Therapy based on the principles of cognitive behaviorism
The goal of cognitive behavioral therapy (CBT), a form of talk therapy, is to help patients improve their mental health by recognizing the interconnectedness of their thoughts, emotions, and bodily sensations. Historically, it has been used with great success to treat a wide variety of mental health conditions, including anxiety and depression.
Treatment in a group setting
Sharing your problems with people you don’t know may seem scary, but that’s exactly where the power of group CBT lies. The ability to empathize with the difficulties of others is a key to overcoming your own. It’s reassuring because you can see yourself reflected in the experiences of those you’re listening to.
To put it simply, interpersonal therapy (IPT) is a subset of psychotherapy that aims to improve communication and understanding between patients and their closest personal relationships. Many of our psychological issues, according to this approach, have their origins in our relationships with other people. Researchers have found that it’s just as effective as medication for treating depression.
Clinical Procedures in Psychodynamic Therapy
Psychodynamic Therapy, in contrast to CBT and IPT, is predicated on Freudian psychoanalysis to effect change in the client. Due to its less rigid structure, treatment for severe cases of depression can last anywhere from one year to several.
It is possible to treat depression without resorting to medication in many instances. Antidepressants aren’t the answer for everyone, but they can help when the patient’s quality of life is being negatively impacted to the point where they can’t work or take care of their responsibilities and no other options exist.
Various Medications Used To Treat Depression
Curative Practices Within the Arts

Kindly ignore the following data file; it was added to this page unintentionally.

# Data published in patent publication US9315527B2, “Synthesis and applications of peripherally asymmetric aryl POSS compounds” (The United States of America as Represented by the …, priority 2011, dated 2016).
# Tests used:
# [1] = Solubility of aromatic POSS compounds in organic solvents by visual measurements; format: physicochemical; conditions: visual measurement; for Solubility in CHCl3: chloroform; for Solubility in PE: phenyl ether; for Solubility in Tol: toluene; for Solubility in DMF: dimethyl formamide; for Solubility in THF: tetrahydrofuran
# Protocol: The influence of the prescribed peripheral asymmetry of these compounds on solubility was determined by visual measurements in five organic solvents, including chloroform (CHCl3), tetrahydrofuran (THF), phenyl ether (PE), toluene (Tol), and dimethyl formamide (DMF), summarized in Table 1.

Complementary therapies include creative-based and other arts-based approaches. Whether it’s music, painting, or writing, engaging in an activity that you enjoy can have a profound effect on your health and happiness. Gaining that sense of accomplishment after finishing a project can have a significant impact on how quickly you get better.
Buddhism is the origin of the practice of mindfulness. It’s often misunderstood as a mere meditation technique when, in fact, it’s more of a way of life. Mindfulness is a practice that can be applied to anything. Particularly helpful for depression, however, is keeping track of how you feel as a result of normal activities.
Hypnotherapy’s ability to influence the unconscious has made it increasingly popular in recent years. Unlike other treatments like IPT and CBT, hypnotherapy often only requires one session to achieve the same results. One group received only cognitive behavioral therapy (CBT), while the other received CBT plus hypnosis in a 1995 study’s control group. The study concluded that patients who underwent both hypnosis and CBT fared better than those who only underwent CBT. Faster and more complete recovery from self-limiting beliefs and traumatic experiences is facilitated by getting to the bottom of what’s triggering negative emotions.
Help from Peers
While not technically a treatment method, having a strong peer support system is essential to a full and speedy recovery. Thanks to the internet and social media, it’s easier than ever to meet people who share your interests, no matter where they may be located. Join Facebook groups and other online forums, but don’t forget about the resources right in your backyard and the people you already know who are willing to lend a hand.
Techniques of Craniosacral Therapy
Craniosacral therapy (CST) is a holistic approach that targets the subtle energy fields of the body. It involves both energy and physical labor. Emotional blockages within the body can be released as the practitioner applies a very light touch. Even though it isn’t yet widely accepted as a treatment for depression, it’s getting a lot of buzz for its potential benefits.